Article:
Current models: Fish, Smart, Mega Jul, Jul2, Ergo Belay, Click Up
A detailed article on the differences between auto-locking devices and auto-block tubes and DAV recommendations, can be found here.
The individual models
These days there really are a lot of belay devices, but the 5 most common devices are used by almost all climbers, so we will focus on them. Curtain up, here they come.
The Tuber (dynamic)
According to a survey by the DAV for the year 2012, which was done in climbing gyms, the tuber is used by 58.3%. The tuber is not necessarily the mother of all belay devices, but sometimes it seems like it. The so-called “Sticht plate” was invented by the Frenchman, Fritz Sticht, in 1967 and marketed by Salewa in 1969.
Colloquially the tube is also known as ATC Guide, even though this is a model from Black Diamond (similar to the Tempo-handkerchief). Meanwhile, there are countless variations of tubers: for one or two rope lines, with eyelets for alpine climbing, with wedge guide for a rope etc.
Advantages: the rope’s output and input is very quick and easy, as is the entire handling. It is a very gentle belay device, both for climber and the rope, enables dynamic belay and can be used for alpine belaying and abseiling. In other words a Swiss Army Knife amongst belay devices.
Disadvantages: the belayer needs a lot of manual strength and the tuber does not easily forgive inattention. Failure in the belay can quickly lead to major accidents.
Belay errors can quickly lead to serious accidents. This is one of the reasons why tubes in indoor use are very much at the centre of the discussion about safety in climbing (DAV 2015: How do accidents happen in climbing gyms? (only available in German)). As a result, some gyms have gone over to banning this belay device altogether in favour of other (semi-automatic) devices.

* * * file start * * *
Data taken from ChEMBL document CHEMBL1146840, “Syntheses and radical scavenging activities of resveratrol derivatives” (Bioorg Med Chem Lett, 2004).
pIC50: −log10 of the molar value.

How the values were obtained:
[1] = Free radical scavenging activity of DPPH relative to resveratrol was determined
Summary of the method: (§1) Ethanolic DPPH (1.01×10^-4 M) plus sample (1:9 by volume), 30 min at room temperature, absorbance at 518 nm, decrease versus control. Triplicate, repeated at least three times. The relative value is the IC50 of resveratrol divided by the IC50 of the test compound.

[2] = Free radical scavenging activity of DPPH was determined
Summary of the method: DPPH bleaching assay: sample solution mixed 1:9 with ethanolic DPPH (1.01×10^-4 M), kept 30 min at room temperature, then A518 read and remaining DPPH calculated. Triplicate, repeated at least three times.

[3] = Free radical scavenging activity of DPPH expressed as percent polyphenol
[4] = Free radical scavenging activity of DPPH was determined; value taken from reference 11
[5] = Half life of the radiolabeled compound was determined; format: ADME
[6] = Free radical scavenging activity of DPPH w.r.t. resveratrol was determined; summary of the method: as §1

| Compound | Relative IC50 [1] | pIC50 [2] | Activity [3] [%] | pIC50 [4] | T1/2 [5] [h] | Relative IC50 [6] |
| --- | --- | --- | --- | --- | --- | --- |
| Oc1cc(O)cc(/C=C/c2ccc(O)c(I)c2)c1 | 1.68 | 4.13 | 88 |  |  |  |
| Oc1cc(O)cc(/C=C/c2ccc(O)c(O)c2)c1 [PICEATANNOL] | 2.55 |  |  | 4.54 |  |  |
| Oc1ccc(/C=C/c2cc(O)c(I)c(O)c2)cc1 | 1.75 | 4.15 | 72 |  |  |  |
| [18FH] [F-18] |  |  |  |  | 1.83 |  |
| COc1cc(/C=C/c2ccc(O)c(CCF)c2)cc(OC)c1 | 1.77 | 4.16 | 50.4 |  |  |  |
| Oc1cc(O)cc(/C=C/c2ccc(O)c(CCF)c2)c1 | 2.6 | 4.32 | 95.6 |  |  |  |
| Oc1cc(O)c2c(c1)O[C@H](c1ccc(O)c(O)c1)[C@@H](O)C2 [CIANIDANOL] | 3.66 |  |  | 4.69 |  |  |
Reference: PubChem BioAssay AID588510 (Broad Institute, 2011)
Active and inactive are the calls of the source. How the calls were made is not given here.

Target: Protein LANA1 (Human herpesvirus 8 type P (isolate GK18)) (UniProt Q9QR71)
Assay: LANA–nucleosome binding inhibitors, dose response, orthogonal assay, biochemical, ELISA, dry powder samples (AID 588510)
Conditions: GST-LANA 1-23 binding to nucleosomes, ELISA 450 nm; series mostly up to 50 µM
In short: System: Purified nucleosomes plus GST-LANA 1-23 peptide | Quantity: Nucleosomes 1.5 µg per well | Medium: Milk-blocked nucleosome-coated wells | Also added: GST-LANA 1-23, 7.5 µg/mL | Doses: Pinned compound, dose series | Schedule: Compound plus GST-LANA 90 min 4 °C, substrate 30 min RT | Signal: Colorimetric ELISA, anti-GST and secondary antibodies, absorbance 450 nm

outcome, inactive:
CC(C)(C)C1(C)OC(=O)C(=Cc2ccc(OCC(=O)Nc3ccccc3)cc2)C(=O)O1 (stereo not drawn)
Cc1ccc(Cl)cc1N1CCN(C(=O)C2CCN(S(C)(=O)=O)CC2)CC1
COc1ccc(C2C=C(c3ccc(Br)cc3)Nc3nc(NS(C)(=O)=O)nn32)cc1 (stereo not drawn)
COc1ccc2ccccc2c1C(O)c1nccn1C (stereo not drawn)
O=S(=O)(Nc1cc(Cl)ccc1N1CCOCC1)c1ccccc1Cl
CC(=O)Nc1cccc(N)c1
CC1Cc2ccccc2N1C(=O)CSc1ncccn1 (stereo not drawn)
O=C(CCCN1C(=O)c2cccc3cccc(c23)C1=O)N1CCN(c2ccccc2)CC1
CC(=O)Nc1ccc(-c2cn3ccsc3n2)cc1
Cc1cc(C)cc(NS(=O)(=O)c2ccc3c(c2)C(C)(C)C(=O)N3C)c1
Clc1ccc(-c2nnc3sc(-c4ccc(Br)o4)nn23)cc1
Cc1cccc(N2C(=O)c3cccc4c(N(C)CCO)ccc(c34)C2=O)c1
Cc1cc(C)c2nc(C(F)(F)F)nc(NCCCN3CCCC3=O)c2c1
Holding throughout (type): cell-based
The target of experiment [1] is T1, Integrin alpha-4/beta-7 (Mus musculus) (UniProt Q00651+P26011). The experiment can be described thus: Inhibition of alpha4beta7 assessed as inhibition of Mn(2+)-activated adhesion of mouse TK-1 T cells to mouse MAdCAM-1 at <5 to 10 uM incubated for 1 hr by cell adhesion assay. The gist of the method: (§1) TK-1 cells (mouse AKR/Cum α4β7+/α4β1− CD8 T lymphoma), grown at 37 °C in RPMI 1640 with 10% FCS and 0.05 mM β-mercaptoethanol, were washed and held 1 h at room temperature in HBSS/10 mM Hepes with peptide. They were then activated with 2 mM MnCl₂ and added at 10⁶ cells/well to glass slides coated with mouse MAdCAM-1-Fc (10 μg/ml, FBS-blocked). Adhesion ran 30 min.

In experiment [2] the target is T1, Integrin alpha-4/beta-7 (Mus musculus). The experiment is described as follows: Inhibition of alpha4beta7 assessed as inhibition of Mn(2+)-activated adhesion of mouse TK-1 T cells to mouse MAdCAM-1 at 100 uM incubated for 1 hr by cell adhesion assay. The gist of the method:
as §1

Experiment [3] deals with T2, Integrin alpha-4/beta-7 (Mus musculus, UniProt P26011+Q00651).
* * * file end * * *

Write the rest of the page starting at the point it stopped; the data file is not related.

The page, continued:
HMS (Munter hitch) (dynamic)
HMS is actually the abbreviation for Munter hitch belay, meaning you belay with the Munter hitch and a carabiner. This should be the basic knowledge of climbers, but it does not get taught everywhere anymore. You should however know how to make this knot, before you take to the rocks.
Advantage: easy to learn, needs little material as no additional belay device is needed.
Disadvantage: there are two versions, which often leads to confusion. Plus, the change to the tuber can be difficult and the belay method is unfortunately very bad for the climbing rope.
Smart, Jul 2, Fish (Auto-block tube)
Nowadays, this is one of the most popular belay devices, though the name is not entirely correct. The purchase costs are fairly cheap and even a child can operate it easily. Furthermore, the sequence of movements with the Smart is very similar to the Tuber, which makes a transition easy. Under certain conditions it indeed blocks and the brake power assistance is very high, but officially it is not an auto-locking device – but it is also not dynamic.
Advantage: reduces rope wear, simple to use and fairly priced.
Disadvantages: you will initially have to get used to the output of the rope for lead climbing, but should learn it quickly.
Other belay devices: the Jul 2 from Edelrid and the Fish from Austri Alpin are two devices that are very similar to the Smart in their functioning and handling. When operated correctly, they also brake the rope independently of the belayer’s hand strength. In addition, the Jul and the Smart are also available in an Alpine version. This means that the Smart Alpin and the Megajul can also be used for alpine climbing. Belaying from the belay station is no problem with these devices, as is abseiling on a double rope.